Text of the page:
The English philosopher David Wiggins has developed a proposal for this. He points out that the opposite of "objective" is not necessarily "subjective". This becomes clear when one describes an object as "objective" when it can be judged to be true or false.4 On the other hand, an object would be “subjective” if its assessment depends on standards that have to do with the reactions of conscious subjects.5 The counter-term to “subjective” would then be “non-subjective” and the term too “objective” would be “non-objective.” According to this definition, it is conceivable that an object is non-objective without already being subjective. The assertion that values ​​are subjective, i.e. dependent on human practices, does not conceptually exclude that value judgments can be objective, namely true or false. The truth of these judgments then of course depends on standards that have to do with the reactions of subjects.

But this differentiation is not enough, because Mackie does not deny that the moral discourse works objectivistically and therefore also conditionally on the truth. He only claims that the accompanying belief in normative facts is based on error.6 Here it is now a question of correctly explaining the concept of truth. Wiggins also makes some original suggestions on this: The concept of truth cannot be used define, but it can have essential characteristics explained become. According to Wiggins, one of these characteristics is that the truth of a statement presupposes an investigation which makes it possible to reach an agreement on that statement, which in turn is the best explanation for the truth of that statement.7 It should be noted that Wiggins conceptually binds the truth of statements to suitable practices of investigation and judgment. What we establish as facts depends on it. Such investigations are in principle also possible for questions of value or in the case of dissent about such questions. According to Wiggins, there is a continuity between our practices and methods of searching for truth and establishing fact in different areas of knowledge. The search for moral truths is then only a special case of methods of the search for truth, for example in the sciences. In doing so, Wiggins also undermines the strict separation of facts and values: there is a continuity between these areas, which is guaranteed by our ability to justify our judgments claimed to be true or false in the context of investigations.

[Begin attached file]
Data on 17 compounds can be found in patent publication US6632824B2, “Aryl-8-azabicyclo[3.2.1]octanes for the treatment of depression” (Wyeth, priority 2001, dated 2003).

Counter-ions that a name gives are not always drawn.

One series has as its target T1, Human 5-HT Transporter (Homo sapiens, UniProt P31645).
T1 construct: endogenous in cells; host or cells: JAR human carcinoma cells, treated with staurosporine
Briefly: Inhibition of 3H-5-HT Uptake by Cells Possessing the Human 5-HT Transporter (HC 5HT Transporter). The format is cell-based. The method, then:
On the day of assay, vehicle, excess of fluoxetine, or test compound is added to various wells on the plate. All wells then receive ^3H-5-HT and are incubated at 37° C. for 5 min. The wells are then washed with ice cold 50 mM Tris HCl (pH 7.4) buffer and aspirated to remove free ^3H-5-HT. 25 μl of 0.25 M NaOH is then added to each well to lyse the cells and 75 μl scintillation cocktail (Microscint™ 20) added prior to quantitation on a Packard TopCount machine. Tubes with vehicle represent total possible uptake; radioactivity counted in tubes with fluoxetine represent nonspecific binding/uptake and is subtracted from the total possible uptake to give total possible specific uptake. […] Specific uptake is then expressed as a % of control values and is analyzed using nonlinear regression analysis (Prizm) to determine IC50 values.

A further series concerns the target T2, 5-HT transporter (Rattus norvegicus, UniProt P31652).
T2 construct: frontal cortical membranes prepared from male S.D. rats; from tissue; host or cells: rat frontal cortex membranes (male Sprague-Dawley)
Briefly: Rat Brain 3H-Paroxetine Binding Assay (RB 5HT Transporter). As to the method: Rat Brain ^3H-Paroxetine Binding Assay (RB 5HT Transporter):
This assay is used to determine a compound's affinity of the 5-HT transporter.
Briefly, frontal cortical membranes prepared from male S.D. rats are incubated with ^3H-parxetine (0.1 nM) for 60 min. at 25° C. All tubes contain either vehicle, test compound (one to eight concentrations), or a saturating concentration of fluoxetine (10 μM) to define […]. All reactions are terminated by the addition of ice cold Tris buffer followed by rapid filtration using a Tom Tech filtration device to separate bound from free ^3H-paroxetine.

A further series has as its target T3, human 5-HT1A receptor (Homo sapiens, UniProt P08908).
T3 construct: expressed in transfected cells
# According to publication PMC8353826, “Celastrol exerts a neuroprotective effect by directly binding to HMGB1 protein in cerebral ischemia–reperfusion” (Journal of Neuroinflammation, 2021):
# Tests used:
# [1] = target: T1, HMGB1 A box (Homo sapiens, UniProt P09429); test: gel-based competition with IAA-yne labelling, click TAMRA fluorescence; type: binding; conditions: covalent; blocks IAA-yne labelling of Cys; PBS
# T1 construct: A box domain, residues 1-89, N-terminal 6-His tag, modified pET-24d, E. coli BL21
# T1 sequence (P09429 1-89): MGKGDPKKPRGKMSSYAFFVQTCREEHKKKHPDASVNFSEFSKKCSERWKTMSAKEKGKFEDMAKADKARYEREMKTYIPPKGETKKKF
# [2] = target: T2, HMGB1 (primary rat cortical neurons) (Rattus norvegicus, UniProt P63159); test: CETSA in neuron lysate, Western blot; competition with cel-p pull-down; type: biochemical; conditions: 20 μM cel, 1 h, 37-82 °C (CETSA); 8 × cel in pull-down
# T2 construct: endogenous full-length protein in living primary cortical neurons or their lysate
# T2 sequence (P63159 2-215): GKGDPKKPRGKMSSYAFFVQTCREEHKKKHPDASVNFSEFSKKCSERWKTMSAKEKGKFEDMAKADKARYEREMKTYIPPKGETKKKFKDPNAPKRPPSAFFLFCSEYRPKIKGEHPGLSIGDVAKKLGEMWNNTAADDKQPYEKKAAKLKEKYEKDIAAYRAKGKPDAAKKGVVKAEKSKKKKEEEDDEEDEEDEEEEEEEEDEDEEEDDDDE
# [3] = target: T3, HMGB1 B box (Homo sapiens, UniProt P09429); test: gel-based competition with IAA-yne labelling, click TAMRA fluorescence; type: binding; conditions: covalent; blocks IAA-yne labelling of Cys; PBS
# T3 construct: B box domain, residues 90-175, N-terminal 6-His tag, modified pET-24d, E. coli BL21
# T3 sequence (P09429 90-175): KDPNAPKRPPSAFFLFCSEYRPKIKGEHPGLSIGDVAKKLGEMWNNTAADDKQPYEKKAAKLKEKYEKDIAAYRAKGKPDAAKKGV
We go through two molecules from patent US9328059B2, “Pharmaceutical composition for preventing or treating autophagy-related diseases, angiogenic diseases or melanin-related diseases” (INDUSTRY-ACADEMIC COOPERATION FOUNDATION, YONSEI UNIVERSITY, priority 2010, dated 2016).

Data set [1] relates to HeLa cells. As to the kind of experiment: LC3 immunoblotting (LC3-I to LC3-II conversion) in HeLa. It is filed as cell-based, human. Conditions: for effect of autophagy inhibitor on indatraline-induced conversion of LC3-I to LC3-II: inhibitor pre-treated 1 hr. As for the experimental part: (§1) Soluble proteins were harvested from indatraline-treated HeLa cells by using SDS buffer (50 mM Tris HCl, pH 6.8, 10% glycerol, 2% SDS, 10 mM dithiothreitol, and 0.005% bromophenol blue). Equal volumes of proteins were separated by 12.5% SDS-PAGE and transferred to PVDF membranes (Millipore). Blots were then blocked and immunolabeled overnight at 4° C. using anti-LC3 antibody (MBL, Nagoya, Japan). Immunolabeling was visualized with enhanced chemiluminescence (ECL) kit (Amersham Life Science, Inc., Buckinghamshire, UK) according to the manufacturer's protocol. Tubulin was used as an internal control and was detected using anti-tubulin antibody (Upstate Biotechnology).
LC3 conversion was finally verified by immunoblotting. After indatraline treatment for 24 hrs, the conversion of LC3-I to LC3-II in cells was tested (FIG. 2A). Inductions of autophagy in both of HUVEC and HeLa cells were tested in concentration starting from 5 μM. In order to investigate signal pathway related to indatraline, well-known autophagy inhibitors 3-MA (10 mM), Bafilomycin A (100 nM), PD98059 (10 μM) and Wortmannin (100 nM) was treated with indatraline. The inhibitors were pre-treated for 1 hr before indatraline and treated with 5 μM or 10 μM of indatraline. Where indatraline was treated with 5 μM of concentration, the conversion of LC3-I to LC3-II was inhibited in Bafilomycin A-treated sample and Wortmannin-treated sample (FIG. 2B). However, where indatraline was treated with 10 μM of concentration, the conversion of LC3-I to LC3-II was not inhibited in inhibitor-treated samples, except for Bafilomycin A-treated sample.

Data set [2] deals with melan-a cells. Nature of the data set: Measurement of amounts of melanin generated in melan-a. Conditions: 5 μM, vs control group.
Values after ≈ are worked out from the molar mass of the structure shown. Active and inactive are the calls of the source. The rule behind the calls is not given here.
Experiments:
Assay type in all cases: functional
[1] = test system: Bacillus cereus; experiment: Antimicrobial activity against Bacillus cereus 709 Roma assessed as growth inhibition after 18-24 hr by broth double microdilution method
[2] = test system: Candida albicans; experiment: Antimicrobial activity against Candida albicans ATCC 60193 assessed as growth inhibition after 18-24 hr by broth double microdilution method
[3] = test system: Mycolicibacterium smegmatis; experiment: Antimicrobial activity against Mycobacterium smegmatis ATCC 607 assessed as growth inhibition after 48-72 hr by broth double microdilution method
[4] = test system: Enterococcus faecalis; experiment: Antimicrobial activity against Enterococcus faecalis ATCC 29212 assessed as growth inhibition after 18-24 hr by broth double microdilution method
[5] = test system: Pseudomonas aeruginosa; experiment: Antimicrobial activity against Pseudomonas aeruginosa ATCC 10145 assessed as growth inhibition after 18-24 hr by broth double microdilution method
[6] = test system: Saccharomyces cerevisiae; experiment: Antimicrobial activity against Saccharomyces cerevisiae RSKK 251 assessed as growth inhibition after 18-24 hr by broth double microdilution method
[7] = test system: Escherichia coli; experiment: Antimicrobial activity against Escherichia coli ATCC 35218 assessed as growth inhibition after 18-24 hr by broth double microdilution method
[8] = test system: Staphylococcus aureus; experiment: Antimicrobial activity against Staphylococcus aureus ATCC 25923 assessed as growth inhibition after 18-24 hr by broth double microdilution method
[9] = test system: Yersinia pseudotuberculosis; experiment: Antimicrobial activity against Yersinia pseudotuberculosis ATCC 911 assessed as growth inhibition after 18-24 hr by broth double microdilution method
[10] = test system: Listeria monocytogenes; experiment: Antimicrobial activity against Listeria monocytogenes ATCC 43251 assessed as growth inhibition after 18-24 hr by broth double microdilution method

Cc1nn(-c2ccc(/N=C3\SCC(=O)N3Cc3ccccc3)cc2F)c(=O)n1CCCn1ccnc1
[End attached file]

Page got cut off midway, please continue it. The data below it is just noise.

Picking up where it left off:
One question, however, remains open: What follows from the insight into the truth of a value judgment for our actions? Wiggins does not discuss this important question of the practical effectiveness of moral knowledge, since, like Mackie, he is interested in the epistemological and ontological aspects of the subject. His subtle and original arguments, however, should make us suspicious of short-lived references to lived pluralism and the “subjectivity” of values, and encourage us to trust our ability to find the truth and justify it in the light of our best arguments.


On the subject of objectivity:

Gaukroger, Stephen (2017), Objectivity. A problem and his career, Stuttgart (Reclam).

The book also contains an interesting chapter on the subject of objectivity in morality, which, however, takes a different perspective than the one presented here.

Mackie's defense of moral subjectivism can be found primarily in the first chapter of his book:

Mackie, John L. (1983), Ethics. In search of the right and wrong, Stuttgart (Reclam).

David Wiggins ‘Arguments against subjectivism can be found in the third, metaethical part of his lectures on moral philosophy:

Wiggins, David (2006), Ethics. Twelve Lectures on the Philosophy of Morality. London (Penguin Books).

A collection of essays published in the third edition in 2010 can also be recommended to deepen his position:

Wiggins, David (2010), Needs, Values, Truth, Oxford (Clarendon Press).